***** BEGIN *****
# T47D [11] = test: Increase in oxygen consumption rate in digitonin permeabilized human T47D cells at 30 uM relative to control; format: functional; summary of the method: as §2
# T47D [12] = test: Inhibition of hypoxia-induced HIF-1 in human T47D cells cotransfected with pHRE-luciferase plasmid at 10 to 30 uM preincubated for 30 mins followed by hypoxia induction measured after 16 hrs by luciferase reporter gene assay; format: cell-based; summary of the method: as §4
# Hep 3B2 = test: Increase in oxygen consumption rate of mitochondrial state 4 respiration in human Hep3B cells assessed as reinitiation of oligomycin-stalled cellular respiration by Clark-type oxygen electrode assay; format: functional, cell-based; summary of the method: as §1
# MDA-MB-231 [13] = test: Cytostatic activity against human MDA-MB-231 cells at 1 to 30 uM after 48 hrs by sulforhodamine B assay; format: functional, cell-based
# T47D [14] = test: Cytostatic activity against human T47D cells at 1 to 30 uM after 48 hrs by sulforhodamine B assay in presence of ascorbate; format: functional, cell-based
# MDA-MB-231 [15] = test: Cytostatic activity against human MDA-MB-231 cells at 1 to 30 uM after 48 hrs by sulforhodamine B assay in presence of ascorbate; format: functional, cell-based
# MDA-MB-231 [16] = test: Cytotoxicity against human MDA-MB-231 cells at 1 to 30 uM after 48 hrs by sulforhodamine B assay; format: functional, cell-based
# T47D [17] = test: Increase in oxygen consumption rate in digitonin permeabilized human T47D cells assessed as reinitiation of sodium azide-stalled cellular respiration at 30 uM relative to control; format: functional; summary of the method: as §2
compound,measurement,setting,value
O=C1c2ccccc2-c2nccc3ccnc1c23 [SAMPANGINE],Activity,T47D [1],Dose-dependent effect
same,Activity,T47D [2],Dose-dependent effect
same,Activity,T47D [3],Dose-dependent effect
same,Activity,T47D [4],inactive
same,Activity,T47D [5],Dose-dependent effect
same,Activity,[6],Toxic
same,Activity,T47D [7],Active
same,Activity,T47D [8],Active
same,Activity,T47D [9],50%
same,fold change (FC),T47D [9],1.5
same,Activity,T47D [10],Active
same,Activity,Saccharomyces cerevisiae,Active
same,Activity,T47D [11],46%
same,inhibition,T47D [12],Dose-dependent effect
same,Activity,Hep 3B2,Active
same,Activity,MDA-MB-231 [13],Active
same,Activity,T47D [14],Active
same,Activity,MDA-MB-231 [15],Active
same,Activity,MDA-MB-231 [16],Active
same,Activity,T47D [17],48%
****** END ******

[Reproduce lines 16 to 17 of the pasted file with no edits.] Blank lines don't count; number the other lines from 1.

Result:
same,Activity,T47D [7],Active
same,Activity,T47D [8],Active